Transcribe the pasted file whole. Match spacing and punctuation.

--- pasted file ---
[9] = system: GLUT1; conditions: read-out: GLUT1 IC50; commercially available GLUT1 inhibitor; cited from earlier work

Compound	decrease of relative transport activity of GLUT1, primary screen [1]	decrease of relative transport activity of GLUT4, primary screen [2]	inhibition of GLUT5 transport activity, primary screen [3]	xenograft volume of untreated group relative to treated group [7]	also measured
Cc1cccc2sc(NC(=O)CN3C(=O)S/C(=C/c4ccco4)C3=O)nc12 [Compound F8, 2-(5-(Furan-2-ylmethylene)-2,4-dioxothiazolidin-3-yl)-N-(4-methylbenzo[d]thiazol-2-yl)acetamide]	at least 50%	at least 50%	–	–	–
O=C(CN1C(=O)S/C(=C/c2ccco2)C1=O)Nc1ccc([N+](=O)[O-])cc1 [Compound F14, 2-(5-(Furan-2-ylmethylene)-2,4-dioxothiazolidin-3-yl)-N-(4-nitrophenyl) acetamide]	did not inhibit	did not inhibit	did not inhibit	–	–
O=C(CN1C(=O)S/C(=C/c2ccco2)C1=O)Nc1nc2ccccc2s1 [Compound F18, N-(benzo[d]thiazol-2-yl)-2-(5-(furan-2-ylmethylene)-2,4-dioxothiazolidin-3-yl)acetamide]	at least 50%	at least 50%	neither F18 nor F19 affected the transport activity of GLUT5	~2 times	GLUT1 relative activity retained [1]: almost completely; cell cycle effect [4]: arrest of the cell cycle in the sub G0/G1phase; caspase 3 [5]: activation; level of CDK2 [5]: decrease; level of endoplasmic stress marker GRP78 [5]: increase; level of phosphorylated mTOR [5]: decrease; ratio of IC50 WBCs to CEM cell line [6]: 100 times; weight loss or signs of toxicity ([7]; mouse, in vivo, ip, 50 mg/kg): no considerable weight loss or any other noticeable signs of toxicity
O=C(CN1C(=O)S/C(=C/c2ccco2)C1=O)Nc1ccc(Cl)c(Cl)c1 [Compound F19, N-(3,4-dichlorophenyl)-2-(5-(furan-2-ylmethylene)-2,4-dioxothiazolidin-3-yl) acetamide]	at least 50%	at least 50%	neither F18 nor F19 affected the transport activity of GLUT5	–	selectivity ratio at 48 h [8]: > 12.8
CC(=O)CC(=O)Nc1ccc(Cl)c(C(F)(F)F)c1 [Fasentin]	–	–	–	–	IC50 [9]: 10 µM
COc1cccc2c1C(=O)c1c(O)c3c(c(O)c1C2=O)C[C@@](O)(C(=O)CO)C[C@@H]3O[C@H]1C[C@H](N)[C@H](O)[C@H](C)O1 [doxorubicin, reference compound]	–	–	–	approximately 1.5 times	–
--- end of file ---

[9] = system: GLUT1; conditions: read-out: GLUT1 IC50; commercially available GLUT1 inhibitor; cited from earlier work

Compound	decrease of relative transport activity of GLUT1, primary screen [1]	decrease of relative transport activity of GLUT4, primary screen [2]	inhibition of GLUT5 transport activity, primary screen [3]	xenograft volume of untreated group relative to treated group [7]	also measured
Cc1cccc2sc(NC(=O)CN3C(=O)S/C(=C/c4ccco4)C3=O)nc12 [Compound F8, 2-(5-(Furan-2-ylmethylene)-2,4-dioxothiazolidin-3-yl)-N-(4-methylbenzo[d]thiazol-2-yl)acetamide]	at least 50%	at least 50%	–	–	–
O=C(CN1C(=O)S/C(=C/c2ccco2)C1=O)Nc1ccc([N+](=O)[O-])cc1 [Compound F14, 2-(5-(Furan-2-ylmethylene)-2,4-dioxothiazolidin-3-yl)-N-(4-nitrophenyl) acetamide]	did not inhibit	did not inhibit	did not inhibit	–	–
O=C(CN1C(=O)S/C(=C/c2ccco2)C1=O)Nc1nc2ccccc2s1 [Compound F18, N-(benzo[d]thiazol-2-yl)-2-(5-(furan-2-ylmethylene)-2,4-dioxothiazolidin-3-yl)acetamide]	at least 50%	at least 50%	neither F18 nor F19 affected the transport activity of GLUT5	~2 times	GLUT1 relative activity retained [1]: almost completely; cell cycle effect [4]: arrest of the cell cycle in the sub G0/G1phase; caspase 3 [5]: activation; level of CDK2 [5]: decrease; level of endoplasmic stress marker GRP78 [5]: increase; level of phosphorylated mTOR [5]: decrease; ratio of IC50 WBCs to CEM cell line [6]: 100 times; weight loss or signs of toxicity ([7]; mouse, in vivo, ip, 50 mg/kg): no considerable weight loss or any other noticeable signs of toxicity
O=C(CN1C(=O)S/C(=C/c2ccco2)C1=O)Nc1ccc(Cl)c(Cl)c1 [Compound F19, N-(3,4-dichlorophenyl)-2-(5-(furan-2-ylmethylene)-2,4-dioxothiazolidin-3-yl) acetamide]	at least 50%	at least 50%	neither F18 nor F19 affected the transport activity of GLUT5	–	selectivity ratio at 48 h [8]: > 12.8
CC(=O)CC(=O)Nc1ccc(Cl)c(C(F)(F)F)c1 [Fasentin]	–	–	–	–	IC50 [9]: 10 µM
COc1cccc2c1C(=O)c1c(O)c3c(c(O)c1C2=O)C[C@@](O)(C(=O)CO)C[C@@H]3O[C@H]1C[C@H](N)[C@H](O)[C@H](C)O1 [doxorubicin, reference compound]	–	–	–	approximately 1.5 times	–